Workers are having around three times as much time away from work with mental health issues than with COVID-19
The number of NHS workers away from work with mental health-related absences has hit an all-time high, according to new data.
The data reveals that almost 4,000 more NHS staff were off work in June 2021 than at the same time last year.
Research from wellbeing group FirstCare suggests that workers are having around three times as much time away from work with mental health issues than with COVID-19.
A staggering 2.5 million working days have been lost in the NHS due to mental health-related absence which equates to a financial cost of £371 million.
The most precious commodity.
FirstCare has called for a close look at the mental health and wellbeing of NHS workers.
Ian Caminsky, Chief Executive Officer at FirstCare said; “It’s important we take care of the most precious commodity in the NHS, the health of frontline workers. To do this, we need to take a proactive and preventative stance.
“Unfortunately, leaders are often looking at their team’s mental wellbeing through a rear-view mirror. This lack of real-time insight into the wellbeing of frontline workers, means early evidence-based interventions to address wellbeing in the workforce cannot be taken.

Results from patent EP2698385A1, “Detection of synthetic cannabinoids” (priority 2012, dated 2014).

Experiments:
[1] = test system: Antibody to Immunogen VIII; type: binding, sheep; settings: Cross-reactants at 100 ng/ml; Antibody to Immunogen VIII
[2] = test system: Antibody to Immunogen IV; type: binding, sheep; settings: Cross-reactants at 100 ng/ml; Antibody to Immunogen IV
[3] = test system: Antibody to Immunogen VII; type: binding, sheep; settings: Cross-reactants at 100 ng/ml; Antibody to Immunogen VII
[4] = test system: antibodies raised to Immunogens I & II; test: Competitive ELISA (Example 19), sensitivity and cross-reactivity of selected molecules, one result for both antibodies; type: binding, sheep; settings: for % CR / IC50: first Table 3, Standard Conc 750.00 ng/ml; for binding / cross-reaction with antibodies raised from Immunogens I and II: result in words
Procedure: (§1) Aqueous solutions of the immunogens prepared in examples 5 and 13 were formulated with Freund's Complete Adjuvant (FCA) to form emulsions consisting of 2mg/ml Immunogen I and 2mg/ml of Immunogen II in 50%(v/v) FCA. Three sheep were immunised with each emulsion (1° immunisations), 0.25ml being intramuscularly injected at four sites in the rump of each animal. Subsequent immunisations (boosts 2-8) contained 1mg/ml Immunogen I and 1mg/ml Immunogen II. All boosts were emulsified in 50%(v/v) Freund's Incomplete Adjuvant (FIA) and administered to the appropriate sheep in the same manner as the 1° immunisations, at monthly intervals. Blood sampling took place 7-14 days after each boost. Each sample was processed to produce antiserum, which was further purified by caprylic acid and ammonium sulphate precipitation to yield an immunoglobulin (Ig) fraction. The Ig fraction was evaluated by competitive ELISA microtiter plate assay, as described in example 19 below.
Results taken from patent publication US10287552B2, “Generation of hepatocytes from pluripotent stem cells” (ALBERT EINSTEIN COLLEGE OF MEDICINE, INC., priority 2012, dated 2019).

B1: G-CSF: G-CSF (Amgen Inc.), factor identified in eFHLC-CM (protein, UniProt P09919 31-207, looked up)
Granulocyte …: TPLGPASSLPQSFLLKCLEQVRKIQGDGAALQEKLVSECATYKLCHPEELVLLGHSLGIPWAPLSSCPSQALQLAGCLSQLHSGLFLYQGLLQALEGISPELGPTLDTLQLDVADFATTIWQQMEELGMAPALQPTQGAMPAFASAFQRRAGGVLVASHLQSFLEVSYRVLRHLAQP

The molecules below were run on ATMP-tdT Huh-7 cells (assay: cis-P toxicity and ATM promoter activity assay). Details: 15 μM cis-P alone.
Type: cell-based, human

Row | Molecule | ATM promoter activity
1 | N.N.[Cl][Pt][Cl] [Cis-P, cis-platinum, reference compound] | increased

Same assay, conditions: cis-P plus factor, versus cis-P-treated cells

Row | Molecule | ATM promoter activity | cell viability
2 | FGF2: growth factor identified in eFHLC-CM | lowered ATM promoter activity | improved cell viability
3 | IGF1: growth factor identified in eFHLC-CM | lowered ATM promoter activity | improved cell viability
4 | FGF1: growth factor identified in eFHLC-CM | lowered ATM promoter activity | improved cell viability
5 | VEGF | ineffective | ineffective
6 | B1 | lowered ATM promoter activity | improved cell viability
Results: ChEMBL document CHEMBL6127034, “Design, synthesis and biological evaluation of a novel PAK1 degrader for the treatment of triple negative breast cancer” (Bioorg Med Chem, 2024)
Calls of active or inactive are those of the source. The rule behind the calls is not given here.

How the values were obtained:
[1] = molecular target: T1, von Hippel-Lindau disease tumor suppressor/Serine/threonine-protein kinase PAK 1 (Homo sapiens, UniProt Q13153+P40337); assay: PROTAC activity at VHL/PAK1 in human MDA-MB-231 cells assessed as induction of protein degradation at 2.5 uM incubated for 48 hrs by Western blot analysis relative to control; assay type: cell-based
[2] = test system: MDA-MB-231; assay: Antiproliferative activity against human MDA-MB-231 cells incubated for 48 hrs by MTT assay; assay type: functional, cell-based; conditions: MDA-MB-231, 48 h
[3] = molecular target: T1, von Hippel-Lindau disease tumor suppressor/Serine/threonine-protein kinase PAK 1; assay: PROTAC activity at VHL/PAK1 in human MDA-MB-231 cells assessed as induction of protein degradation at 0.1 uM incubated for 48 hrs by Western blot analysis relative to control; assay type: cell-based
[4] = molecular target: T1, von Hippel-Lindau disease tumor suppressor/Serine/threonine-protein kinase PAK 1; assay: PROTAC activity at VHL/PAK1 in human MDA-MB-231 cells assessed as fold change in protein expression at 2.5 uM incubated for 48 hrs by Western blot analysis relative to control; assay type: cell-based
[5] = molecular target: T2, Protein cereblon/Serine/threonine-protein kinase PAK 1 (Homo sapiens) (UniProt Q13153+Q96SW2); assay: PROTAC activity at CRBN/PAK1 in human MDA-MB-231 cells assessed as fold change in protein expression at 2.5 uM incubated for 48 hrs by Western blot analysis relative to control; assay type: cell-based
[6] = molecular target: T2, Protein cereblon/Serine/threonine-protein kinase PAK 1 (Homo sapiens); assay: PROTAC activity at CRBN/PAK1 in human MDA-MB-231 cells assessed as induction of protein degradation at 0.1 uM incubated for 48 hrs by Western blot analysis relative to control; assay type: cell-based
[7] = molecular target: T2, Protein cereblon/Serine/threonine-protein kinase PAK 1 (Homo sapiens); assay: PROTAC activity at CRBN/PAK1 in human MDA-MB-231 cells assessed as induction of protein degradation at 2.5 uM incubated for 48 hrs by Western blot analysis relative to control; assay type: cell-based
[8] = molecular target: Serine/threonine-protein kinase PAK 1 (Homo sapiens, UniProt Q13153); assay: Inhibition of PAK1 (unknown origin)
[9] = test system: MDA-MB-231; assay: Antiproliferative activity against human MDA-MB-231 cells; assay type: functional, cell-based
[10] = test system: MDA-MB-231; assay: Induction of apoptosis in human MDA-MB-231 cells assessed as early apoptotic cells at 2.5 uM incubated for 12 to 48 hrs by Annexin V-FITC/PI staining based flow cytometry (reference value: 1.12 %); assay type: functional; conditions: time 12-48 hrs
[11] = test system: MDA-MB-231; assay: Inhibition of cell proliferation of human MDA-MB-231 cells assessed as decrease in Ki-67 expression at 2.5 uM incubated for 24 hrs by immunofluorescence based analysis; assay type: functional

Suzanne Marshall, Clinical Governance Officer at FirstCare added; “Our data shows 60% of staff leave their job after two mental health-related absences, making early recognition of the symptoms and an open conversation critical to helping avoid the development of more serious illness and increased time off.”
Nothing left to give.
The Royal College of Nursing (RCN) says the workforce has nothing left to give.
Matthew Barker, interim deputy director of nursing, policy and public affairs at the RCN, said: “The past year has taken a great toll on the nursing teams’ wellbeing; many are telling us they have no more reserves and don’t know how they will continue at this pace.
“The added pressure and emotional trauma experienced by all nursing staff, whatever setting they are working in, means there is a very clear need for them to have easy access to support now and in the future.
“Our health and care services can’t afford to lose any member of the nursing team.”
Mr Barker went on to call for a long-term solution to the problem.